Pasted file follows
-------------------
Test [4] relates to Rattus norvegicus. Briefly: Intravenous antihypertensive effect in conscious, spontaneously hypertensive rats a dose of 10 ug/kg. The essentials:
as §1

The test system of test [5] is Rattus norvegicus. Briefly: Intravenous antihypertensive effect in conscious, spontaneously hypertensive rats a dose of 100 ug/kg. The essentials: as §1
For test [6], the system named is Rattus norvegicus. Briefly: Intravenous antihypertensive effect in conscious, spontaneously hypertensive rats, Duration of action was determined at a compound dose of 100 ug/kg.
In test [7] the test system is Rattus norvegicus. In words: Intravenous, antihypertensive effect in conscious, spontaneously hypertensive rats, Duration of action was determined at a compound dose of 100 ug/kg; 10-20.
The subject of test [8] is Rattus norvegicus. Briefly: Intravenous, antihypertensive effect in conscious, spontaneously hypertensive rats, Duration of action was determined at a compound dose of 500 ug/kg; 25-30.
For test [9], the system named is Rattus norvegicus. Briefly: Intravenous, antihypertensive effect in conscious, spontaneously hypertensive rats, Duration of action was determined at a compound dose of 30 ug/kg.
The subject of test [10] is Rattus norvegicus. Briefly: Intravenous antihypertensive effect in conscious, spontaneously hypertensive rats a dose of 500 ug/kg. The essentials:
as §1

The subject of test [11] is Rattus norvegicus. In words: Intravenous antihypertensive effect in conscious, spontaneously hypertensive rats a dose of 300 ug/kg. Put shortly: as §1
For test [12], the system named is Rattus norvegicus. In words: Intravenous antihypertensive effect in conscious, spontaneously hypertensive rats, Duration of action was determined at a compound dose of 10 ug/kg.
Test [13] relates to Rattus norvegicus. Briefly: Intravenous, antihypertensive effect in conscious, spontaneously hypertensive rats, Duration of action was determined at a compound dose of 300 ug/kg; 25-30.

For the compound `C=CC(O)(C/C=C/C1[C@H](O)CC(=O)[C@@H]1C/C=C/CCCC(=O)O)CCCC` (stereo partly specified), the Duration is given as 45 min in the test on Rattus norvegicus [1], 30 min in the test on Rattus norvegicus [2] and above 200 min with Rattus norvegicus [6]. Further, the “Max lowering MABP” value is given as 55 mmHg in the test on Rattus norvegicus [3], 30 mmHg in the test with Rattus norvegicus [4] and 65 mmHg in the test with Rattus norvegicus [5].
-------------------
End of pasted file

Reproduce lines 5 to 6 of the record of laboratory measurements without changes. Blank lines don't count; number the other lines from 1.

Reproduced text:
In test [7] the test system is Rattus norvegicus. In words: Intravenous, antihypertensive effect in conscious, spontaneously hypertensive rats, Duration of action was determined at a compound dose of 100 ug/kg; 10-20.
The subject of test [8] is Rattus norvegicus. Briefly: Intravenous, antihypertensive effect in conscious, spontaneously hypertensive rats, Duration of action was determined at a compound dose of 500 ug/kg; 25-30.